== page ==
I'm beginning work on a project which has, as one component, the need to synchronize files from a server to a local HTML5 IndexedDB store for offline usage, then later, the option to push changes from the IndexedDB store back to the server.

But before I re-invent the wheel on something that should be a pretty straight-forward process, I'm hoping to find a well documented standard API (if not client and/or server libraries) to do most of the heavy lifting.

I would also like my project to maintain a bit of openness, so adhering to an open standard (even if I have to write both the client and server side code in my particular case) is a big win.

WebDAV is a clear candidate for this task, but tracks a lot of meta data (authorship info, etc) that isn't particularly relevant to me, and it adds a lot of HTTP verbs, which I would rather not deal with (to be more consistent with a modern understanding of RESTful), and it is just generally a heavier protocol than I need for my limited task.

Are there any alternative free standards for such an API?

2 Answers 2


CouchDB, and the closely related JavaScript client PouchDB have proven to be very nearly exactly what I was envisioning.

It doesn't use a purely REST-compliant API, but the details are cleanly enough hidden beneath the complete, and well-documented API, that in my case it doesn't matter.

PouchDB has a very active user and development community, and CouchDB is starting to get back into the swing of things, after a bit of a hiatus, apparently, with an upcoming release of 2.0.


HTTP already has these features and is the point of REST.

Quoted from spec http://www.w3.org/Protocols/rfc2616/rfc2616-sec9.html


The GET method means retrieve whatever information (in the form of an entity) is identified by the Request-URI. If the Request-URI refers to a data-producing process, it is the produced data which shall be returned as the entity in the response and not the source text of the process, unless that text happens to be the output of the process.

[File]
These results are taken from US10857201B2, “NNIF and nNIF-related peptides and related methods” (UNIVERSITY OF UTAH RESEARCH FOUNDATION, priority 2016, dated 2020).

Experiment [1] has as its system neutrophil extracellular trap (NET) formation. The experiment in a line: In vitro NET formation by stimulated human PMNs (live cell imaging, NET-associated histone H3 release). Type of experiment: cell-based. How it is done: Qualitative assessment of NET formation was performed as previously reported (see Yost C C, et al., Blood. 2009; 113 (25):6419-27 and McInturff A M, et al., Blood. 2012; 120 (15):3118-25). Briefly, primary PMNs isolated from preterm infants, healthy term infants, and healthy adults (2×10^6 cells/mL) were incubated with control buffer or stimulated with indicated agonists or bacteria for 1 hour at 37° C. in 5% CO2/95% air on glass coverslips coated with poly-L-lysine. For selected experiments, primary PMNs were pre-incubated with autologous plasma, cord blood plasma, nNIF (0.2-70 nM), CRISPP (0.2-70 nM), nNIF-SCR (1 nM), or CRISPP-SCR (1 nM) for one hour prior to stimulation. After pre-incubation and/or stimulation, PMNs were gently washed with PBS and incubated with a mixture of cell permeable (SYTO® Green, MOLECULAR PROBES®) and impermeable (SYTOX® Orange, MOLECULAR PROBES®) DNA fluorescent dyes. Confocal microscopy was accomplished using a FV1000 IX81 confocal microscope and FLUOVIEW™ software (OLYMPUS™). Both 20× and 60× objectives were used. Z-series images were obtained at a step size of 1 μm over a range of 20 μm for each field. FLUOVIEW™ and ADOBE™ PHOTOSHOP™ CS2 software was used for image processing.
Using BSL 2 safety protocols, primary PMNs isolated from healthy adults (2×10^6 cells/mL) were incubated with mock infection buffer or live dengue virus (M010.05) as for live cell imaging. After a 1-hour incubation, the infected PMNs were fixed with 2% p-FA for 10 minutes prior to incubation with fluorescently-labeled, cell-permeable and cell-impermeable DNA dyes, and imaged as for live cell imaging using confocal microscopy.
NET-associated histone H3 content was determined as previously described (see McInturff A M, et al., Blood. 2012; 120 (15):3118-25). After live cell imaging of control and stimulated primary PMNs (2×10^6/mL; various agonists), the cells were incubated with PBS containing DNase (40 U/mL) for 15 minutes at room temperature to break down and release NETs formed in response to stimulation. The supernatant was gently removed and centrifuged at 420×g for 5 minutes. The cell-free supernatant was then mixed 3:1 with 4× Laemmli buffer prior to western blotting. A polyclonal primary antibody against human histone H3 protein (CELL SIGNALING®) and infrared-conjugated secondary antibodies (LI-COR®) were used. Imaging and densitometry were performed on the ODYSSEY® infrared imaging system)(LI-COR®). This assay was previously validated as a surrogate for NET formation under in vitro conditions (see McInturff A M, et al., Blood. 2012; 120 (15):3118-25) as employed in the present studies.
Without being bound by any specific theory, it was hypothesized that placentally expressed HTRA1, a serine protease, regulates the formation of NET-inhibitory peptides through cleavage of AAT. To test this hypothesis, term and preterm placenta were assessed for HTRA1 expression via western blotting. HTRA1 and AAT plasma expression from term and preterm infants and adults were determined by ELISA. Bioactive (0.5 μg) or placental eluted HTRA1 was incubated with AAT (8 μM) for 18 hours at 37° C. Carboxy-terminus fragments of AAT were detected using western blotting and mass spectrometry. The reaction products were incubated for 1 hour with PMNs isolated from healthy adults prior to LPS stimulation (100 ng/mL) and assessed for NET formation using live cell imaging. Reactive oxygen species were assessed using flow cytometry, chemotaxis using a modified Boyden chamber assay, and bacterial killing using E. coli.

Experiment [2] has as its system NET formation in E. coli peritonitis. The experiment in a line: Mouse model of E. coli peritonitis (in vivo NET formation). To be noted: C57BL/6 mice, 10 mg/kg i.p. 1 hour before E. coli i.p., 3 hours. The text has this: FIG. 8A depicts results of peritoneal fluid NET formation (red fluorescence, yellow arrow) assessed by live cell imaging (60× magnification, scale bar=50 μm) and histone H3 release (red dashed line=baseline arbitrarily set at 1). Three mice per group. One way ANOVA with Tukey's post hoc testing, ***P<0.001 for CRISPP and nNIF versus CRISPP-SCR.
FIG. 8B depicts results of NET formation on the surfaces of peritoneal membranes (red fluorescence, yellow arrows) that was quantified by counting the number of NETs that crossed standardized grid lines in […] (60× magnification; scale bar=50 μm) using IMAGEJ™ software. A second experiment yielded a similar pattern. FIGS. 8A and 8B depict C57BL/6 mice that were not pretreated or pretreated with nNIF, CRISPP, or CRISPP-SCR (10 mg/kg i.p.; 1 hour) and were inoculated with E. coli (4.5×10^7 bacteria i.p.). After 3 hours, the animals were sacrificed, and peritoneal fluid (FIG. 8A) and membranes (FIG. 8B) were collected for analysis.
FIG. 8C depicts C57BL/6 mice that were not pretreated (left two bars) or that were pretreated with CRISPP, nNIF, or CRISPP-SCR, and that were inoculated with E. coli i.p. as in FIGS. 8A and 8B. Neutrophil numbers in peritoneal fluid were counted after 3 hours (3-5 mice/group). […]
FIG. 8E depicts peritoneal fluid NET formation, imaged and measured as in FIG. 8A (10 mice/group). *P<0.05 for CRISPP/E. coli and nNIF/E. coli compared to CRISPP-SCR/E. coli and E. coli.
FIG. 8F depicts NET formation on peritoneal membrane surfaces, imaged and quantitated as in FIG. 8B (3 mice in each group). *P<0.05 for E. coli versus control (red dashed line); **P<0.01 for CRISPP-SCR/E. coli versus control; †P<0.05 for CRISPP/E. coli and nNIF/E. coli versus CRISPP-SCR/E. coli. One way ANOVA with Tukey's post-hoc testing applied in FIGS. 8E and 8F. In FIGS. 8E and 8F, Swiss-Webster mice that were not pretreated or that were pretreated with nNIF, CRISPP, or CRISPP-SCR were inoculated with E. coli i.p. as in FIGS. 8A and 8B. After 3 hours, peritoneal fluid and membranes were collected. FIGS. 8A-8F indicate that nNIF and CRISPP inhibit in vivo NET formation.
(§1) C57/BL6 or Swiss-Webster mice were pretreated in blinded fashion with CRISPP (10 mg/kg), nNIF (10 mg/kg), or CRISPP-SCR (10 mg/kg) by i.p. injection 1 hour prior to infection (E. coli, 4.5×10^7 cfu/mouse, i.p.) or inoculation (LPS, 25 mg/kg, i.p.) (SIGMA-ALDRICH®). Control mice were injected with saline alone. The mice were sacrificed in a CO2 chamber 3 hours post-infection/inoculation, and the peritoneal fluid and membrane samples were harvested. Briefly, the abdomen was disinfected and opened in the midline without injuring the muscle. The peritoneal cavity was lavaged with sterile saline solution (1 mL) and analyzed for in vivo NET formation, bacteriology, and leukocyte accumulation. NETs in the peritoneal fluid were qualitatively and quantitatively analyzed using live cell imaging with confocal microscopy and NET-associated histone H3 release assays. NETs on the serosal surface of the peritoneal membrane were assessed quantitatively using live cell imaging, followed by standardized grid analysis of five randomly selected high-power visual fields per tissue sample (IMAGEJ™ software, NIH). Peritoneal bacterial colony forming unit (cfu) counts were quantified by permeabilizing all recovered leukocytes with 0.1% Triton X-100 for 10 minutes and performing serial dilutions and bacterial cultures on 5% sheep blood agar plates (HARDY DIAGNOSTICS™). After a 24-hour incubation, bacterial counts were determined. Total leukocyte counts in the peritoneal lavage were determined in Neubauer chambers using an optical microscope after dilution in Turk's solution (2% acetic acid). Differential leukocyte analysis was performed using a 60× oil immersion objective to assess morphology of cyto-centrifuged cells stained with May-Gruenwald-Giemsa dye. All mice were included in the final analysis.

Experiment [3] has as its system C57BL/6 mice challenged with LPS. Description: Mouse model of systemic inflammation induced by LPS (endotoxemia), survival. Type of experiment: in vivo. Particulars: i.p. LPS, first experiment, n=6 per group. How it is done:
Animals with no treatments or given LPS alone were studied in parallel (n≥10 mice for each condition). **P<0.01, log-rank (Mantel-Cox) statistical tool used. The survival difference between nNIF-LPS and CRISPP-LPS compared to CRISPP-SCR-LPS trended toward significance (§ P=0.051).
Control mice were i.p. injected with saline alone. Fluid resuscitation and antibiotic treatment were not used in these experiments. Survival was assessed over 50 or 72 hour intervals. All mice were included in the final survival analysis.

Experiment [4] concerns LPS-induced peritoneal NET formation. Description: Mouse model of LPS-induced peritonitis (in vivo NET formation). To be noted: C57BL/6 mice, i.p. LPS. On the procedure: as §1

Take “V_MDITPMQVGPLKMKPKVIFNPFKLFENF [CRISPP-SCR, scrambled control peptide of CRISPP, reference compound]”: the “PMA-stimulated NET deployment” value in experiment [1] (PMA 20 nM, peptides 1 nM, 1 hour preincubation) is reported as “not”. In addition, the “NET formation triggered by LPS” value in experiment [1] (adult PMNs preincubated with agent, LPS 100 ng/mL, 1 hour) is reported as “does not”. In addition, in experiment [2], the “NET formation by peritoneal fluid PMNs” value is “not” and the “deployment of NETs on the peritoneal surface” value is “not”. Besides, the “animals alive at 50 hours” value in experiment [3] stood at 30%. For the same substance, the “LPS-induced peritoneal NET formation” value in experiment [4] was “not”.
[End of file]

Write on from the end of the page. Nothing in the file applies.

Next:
The PUT method requests that the enclosed entity be stored under the supplied Request-URI. If the Request-URI refers to an already existing resource, the enclosed entity SHOULD be considered as a modified version of the one residing on the origin server. If the Request-URI does not point to an existing resource, and that URI is capable of being defined as a new resource by the requesting user agent, the origin server can create the resource with that URI. If a new resource is created, the origin server MUST inform the user agent via the 201 (Created) response. If an existing resource is modified, either the 200 (OK) or 204 (No Content) response codes SHOULD be sent to indicate successful completion of the request. If the resource could not be created or modified with the Request-URI, an appropriate error response SHOULD be given that reflects the nature of the problem. The recipient of the entity MUST NOT ignore any Content-* (e.g. Content-Range) headers that it does not understand or implement and MUST return a 501 (Not Implemented) response in such cases.


The DELETE method requests that the origin server delete the resource identified by the Request-URI. This method MAY be overridden by human intervention (or other means) on the origin server. The client cannot be guaranteed that the operation has been carried out, even if the status code returned from the origin server indicates that the action has been completed successfully. However, the server SHOULD NOT indicate success unless, at the time the response is given, it intends to delete the resource or move it to an inaccessible location.

The point of REST is you implement them as needed to store/save/delete the content as needed from your back end store.

Storing inside IndexDB is fine but you will need some form of status I am not aware of a library which does this as it is basically very simple. You may want to hold a transaction log table which you use to propogate back information.

(I believe phonegap doesn't support IndexDB it uses WebSQL but there is a poly fill to use IndexDB API into WebSQL available)

  • 4 verbs does not a file-sync API make.
    – Flimzy
    Apr 24, 2015 at 15:08

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